The Guardian – Rowena Mason, Peter Walker and Hannah Devlin / Boris Johnson admitted to hospital with coronavirus
- Boris Johnson has been admitted to hospital due to coronavirus after suffering 10 days of symptoms including a high fever, bringing doubts about his capability to lead the response to the pandemic despite No 10 insisting it was purely precautionary. Officials were keen to stress that this was not an emergency admission.
- Johnson will remain in charge of government, and will be in regular touch with colleagues and civil servants. A government source told Reuters on Monday morning that Johnson had spent the night in hospital. If his condition worsens Dominic Raab, the foreign secretary and first secretary of state, is the designated minister to take charge.
- Raab is expected to chair a 9.15am Monday meeting of the government’s C-19 committee, which leads the response to the pandemic. The pound fell against the dollar and euro overnight on Monday as foreign exchange markets took fright at the possibility of Johnson being out of action.
- Johnson’s partner, Carrie Symonds, who is pregnant, revealed on Saturday that she had also been suffering from the virus but is recovering. While No 10 did not say what tests Johnson would undergo in hospital, experts said they would be likely to focus on assessing how the prime minister’s lungs, heart and other organs were responding to the virus.
- The New York Times – Mark Landler / Boris Johnson hospitalized as Queen urges British resolve in face of epidemic
Financial Times – The editorial board / Virus lays bare the frailty of the social contract
- If there is a silver lining to the Covid-19 pandemic, it is that it has injected a sense of togetherness into polarised societies. But the virus, and the economic lockdowns needed to combat it, also shine a glaring light on existing inequalities — and even create new ones. Beyond defeating the disease, the great test all countries will soon face is whether current feelings of common purpose will shape society after the crisis.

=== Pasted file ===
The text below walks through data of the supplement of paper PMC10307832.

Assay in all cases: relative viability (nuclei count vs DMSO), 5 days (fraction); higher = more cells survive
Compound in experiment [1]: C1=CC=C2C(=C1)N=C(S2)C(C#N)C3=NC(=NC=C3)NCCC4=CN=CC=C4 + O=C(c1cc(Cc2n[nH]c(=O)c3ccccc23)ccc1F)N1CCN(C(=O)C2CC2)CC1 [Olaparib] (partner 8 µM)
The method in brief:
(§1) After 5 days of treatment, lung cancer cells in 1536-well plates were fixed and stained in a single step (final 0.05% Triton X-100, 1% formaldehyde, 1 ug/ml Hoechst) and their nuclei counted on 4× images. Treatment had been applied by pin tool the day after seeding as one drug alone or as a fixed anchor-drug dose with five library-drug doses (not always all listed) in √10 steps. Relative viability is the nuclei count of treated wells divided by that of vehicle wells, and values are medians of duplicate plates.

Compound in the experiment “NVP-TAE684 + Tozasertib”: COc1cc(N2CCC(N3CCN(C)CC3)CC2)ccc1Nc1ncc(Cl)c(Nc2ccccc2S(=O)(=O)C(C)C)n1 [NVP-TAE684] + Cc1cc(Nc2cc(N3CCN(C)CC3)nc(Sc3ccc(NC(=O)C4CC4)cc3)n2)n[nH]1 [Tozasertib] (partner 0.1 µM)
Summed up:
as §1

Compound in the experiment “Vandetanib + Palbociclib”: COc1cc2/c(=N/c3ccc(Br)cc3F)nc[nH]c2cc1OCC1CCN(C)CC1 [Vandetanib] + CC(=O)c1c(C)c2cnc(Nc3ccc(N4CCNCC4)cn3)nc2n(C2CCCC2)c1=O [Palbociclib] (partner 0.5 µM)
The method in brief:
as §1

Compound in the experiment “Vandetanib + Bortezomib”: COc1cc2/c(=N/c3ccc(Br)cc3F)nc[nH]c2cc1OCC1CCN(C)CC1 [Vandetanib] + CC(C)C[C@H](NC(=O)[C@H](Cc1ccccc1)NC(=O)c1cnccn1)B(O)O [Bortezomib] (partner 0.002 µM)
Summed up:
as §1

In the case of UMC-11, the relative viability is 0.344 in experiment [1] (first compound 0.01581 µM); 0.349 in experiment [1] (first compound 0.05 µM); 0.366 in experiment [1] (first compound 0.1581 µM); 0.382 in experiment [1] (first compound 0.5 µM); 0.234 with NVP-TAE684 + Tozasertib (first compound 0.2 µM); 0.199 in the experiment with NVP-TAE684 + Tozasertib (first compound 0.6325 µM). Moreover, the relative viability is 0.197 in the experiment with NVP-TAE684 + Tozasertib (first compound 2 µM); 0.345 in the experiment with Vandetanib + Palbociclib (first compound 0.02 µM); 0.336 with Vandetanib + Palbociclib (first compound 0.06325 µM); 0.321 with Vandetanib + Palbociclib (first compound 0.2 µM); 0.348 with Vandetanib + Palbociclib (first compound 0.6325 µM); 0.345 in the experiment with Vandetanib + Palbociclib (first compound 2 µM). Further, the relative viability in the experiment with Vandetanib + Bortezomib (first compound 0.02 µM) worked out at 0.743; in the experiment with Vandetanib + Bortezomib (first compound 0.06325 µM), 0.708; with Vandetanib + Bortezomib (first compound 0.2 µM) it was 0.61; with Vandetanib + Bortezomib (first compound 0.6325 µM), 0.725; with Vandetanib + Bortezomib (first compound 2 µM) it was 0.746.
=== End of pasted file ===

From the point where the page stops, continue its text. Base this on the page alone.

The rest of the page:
- Today’s crisis is laying bare how far many rich societies fall short of this ideal. Much as the struggle to contain the pandemic has exposed the unpreparedness of health systems, so the brittleness of many countries’ economies has been exposed, as governments scramble to stave off mass bankruptcies and cope with mass unemployment. Despite inspirational calls for national mobilisation, we are not really all in this together.
- The economic lockdowns are imposing the greatest cost on those already worst off. Overnight millions of jobs and livelihoods have been lost in hospitality, leisure and related sectors, while better paid knowledge workers often face only the nuisance of working from home. Worse, those in low-wage jobs who can still work are often risking their lives — as carers and healthcare support workers, but also as shelf stackers, delivery drivers and cleaners.
- Radical reforms — reversing the prevailing policy direction of the last four decades — will need to be put on the table. Governments will have to accept a more active role in the economy. They must see public services as investments rather than liabilities, and look for ways to make labour markets less insecure. Redistribution will again be on the agenda; the privileges of the elderly and wealthy in question. Policies until recently considered eccentric, such as basic income and wealth taxes, will have to be in the mix.